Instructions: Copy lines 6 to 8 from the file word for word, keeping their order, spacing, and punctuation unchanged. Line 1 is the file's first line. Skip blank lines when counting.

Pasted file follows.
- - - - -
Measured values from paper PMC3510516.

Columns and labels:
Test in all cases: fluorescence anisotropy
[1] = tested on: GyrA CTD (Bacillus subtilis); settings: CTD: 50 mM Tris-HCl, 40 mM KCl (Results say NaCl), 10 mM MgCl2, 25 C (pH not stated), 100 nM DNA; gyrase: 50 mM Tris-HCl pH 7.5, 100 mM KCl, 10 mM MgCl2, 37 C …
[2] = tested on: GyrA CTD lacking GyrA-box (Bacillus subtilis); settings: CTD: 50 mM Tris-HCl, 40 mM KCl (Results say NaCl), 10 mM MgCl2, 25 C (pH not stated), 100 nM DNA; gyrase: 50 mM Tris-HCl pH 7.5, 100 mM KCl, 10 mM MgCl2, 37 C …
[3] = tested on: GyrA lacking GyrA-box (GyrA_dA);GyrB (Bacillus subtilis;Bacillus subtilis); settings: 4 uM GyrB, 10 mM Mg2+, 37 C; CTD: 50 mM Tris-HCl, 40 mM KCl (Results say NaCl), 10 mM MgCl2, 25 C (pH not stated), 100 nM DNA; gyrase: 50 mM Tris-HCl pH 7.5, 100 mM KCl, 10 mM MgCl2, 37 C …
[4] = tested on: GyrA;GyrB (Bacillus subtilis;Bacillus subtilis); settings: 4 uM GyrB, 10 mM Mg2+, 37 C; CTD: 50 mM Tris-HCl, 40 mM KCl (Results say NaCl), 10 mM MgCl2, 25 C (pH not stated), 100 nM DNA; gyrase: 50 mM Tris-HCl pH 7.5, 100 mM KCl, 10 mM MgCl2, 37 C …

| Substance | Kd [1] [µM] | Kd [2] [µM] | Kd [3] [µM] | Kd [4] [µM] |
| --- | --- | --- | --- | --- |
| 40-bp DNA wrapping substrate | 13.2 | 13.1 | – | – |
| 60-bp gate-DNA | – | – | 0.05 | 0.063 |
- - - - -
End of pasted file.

[3] = tested on: GyrA lacking GyrA-box (GyrA_dA);GyrB (Bacillus subtilis;Bacillus subtilis); settings: 4 uM GyrB, 10 mM Mg2+, 37 C; CTD: 50 mM Tris-HCl, 40 mM KCl (Results say NaCl), 10 mM MgCl2, 25 C (pH not stated), 100 nM DNA; gyrase: 50 mM Tris-HCl pH 7.5, 100 mM KCl, 10 mM MgCl2, 37 C …
[4] = tested on: GyrA;GyrB (Bacillus subtilis;Bacillus subtilis); settings: 4 uM GyrB, 10 mM Mg2+, 37 C; CTD: 50 mM Tris-HCl, 40 mM KCl (Results say NaCl), 10 mM MgCl2, 25 C (pH not stated), 100 nM DNA; gyrase: 50 mM Tris-HCl pH 7.5, 100 mM KCl, 10 mM MgCl2, 37 C …

| Substance | Kd [1] [µM] | Kd [2] [µM] | Kd [3] [µM] | Kd [4] [µM] |